Let's face it if you are living in New England (Massachusetts in particular) you and your garden are buried in snow...multiple feet of it.
As it snowed overnight I found myself sleepless in anticipation of yet another school cancellation and more snow covering my sleeping gardens. Okay I was stressing about what to do with two kids all day long! But the garden crossed my mind too.
In the morning (after the 5:30am school cancellation call on the home phone and my cell) I awoke to snow covering the base of all our doors and coating the bedroom windows and screens making it dark and cozy for sleeping. Of course I was the only one sleeping. The kids were pacing the house ready to start their day, and Chris was out on his tenth hour of plowing the roads of Dover overnight.
I dutifully offered some breakfast vitals and then suited up for a yet another shoveling expedition. The dog was thrilled! It had been 12 hours since her last jaunt to the woods and she was dancing in anticipation.
Once the paths were clear and the dog relieved I simply looked up and oh my what a captivating scene. It was stunning. This much snow really changes a landscape. It became all too clear in that instant why my brother chose to make his home in Steamboat Springs, Colorado. Snow stops the rush, slows the stress, and silences the mayhem of life. It is as simple as that.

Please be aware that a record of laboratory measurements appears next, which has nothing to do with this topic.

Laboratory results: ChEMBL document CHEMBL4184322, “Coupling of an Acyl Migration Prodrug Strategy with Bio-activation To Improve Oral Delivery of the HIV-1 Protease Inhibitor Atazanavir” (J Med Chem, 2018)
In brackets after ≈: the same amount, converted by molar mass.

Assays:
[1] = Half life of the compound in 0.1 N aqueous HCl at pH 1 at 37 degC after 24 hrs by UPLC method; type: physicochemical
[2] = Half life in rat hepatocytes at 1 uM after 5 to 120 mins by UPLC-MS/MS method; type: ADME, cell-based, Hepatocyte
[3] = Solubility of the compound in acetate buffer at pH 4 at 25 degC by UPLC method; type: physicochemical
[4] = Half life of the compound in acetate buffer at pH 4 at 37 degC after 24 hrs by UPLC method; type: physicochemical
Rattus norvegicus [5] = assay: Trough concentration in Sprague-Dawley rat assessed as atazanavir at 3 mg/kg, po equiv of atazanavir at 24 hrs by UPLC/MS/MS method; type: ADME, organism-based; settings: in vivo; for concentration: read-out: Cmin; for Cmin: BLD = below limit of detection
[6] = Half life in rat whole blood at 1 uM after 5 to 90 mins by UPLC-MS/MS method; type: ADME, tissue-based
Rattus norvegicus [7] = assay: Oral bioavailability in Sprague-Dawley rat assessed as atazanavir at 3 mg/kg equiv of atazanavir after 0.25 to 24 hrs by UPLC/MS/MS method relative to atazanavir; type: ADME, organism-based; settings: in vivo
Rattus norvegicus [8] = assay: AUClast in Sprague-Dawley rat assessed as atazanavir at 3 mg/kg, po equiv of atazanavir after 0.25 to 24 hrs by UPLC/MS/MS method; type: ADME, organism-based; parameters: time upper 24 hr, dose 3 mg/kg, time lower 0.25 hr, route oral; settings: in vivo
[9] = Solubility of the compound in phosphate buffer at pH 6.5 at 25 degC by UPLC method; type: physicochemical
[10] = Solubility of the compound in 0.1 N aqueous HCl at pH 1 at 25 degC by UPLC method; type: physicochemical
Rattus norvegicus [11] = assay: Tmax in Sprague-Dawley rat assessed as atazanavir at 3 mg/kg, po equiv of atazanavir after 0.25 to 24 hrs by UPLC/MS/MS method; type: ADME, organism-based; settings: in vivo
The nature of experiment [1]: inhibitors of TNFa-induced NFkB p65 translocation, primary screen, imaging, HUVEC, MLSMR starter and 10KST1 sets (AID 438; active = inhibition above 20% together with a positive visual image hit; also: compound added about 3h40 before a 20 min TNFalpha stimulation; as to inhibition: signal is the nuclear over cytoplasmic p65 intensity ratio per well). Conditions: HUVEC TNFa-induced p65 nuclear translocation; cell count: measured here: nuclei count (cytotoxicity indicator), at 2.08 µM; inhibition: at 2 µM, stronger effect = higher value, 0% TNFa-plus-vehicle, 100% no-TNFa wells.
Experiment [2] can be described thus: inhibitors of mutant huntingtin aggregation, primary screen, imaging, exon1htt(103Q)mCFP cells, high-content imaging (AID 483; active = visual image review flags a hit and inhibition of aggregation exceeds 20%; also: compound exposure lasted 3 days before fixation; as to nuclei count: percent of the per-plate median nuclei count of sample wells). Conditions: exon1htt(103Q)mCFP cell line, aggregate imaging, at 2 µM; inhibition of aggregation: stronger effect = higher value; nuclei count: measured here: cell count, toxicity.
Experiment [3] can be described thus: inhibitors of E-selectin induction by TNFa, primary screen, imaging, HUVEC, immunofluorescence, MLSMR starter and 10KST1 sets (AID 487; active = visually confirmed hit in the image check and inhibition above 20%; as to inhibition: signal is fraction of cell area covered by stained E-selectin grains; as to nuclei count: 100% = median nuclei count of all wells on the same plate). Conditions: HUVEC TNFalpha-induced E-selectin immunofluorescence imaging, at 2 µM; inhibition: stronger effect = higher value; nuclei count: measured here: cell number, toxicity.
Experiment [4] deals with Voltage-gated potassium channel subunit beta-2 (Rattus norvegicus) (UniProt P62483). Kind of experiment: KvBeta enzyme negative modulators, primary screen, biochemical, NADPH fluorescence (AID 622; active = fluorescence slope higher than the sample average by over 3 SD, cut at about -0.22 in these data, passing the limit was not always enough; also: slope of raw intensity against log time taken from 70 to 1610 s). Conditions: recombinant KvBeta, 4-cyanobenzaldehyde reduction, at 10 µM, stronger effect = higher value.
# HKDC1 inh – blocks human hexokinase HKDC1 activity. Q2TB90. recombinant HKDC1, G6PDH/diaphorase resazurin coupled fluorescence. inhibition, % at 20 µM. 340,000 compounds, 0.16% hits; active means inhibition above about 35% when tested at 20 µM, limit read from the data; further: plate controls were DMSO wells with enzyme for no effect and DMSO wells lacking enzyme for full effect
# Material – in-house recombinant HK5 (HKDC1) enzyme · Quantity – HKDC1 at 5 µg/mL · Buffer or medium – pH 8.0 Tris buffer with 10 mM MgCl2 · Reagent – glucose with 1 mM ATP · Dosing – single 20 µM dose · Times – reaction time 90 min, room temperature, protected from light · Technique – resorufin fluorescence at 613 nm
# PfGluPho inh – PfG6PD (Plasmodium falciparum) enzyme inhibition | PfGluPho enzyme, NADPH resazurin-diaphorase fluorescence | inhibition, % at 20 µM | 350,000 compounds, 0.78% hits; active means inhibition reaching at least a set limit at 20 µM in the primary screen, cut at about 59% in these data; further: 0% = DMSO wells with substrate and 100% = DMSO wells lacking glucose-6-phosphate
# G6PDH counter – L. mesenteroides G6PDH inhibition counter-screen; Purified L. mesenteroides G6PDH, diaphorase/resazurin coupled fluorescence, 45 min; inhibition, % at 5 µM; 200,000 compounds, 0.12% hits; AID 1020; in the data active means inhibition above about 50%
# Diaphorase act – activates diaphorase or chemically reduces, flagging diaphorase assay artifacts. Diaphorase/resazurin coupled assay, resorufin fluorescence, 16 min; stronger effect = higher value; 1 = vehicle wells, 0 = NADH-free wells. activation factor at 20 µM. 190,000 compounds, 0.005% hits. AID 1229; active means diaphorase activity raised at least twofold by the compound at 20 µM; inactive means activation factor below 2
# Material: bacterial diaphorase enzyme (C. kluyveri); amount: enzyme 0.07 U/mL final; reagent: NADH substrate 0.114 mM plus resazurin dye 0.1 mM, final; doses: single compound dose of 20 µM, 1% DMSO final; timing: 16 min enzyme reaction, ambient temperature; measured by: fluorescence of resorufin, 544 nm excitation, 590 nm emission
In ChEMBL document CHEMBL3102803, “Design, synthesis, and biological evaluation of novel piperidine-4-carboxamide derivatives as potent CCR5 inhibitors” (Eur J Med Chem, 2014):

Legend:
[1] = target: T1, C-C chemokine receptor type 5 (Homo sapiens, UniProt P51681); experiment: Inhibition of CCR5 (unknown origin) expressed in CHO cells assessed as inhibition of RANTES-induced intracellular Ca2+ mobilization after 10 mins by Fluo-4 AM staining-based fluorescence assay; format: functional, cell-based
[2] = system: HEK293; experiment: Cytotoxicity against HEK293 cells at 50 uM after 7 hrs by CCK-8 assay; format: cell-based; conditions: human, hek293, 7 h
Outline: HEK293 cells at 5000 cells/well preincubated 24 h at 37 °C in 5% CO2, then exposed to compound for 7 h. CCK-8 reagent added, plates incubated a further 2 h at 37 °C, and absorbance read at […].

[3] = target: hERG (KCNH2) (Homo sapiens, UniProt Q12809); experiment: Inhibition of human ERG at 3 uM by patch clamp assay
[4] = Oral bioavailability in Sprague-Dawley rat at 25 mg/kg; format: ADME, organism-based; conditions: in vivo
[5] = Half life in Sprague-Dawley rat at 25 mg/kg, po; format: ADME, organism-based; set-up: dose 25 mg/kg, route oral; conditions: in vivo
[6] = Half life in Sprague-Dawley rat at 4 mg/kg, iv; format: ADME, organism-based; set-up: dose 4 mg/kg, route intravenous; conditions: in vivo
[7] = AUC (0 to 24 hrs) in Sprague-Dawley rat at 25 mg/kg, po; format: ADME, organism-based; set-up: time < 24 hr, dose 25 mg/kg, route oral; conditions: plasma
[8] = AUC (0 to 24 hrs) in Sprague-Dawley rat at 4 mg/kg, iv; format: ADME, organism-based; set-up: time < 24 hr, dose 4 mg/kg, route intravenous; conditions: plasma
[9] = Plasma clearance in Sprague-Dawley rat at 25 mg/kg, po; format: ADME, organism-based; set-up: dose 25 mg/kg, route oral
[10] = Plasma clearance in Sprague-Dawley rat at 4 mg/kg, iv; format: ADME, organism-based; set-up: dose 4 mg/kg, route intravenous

Snow also does something worth remark to the landscape.
First, it covers all edges and ground flaws.
Second, it adds a blanket of silence to everything by absorbing the simplest sounds.
Third, snow creates a new way of seeing the land, plants, and hard elements of the environment.
Fourth, it forces you outside to interact with it.
Fifth, if you are lucky and willing you will be moved by it so that you become awestruck.
Paths and patios are just plain gone from perception. Bed lines and small shrubs are erased from our vision. Trees and any vertical structural elements are downsized as well as highlighted. Now the landscape is perceived as an idea, or concept with little or no definition; a landscape designer’s dream.
When you stop and look at a landscape nestled deep in a layer of snow cover you see the peaks and pronunciations in grand relief. You also see the holes and vacuums in staunch view. Wow, the gaps and unfilled voids show up, screaming for attention.
The other amazing highlight of the snow filled landscape is that the art and structures that have made home in your garden: Arbors, planters, swings, play sets, fountains, statues, bird feeders and baths, and even ponds, now create delicate depressions, poignant peaks, sublime silhouettes, and active attractions amidst the drifts and shadows of snow.
What more can anyone ask for than a view while doing dishes that offers a brilliant display of birds dancing to and from feeders. Or the experience of a dog bounding and weaving through trees and shrubs with dizzy joy.
This level of snowfall is an invitation to see your landscape differently. What is it offering you now that it doesn't offer in the snowless months? Where are the highlights and holes? What needs work in the spring, so that next winter you have amazing views? Maybe it is time to add winterberry for the red splash of color, or a redwood for the russet bark, or maybe it is finally time to commit to that sculpture you have always dreamed of and set it with love into your landscape in order to be appreciated within the changing seasons.
I would love to hear how your landscape is speaking to you. What is different, surprising or distressing about all this snow in your landscape?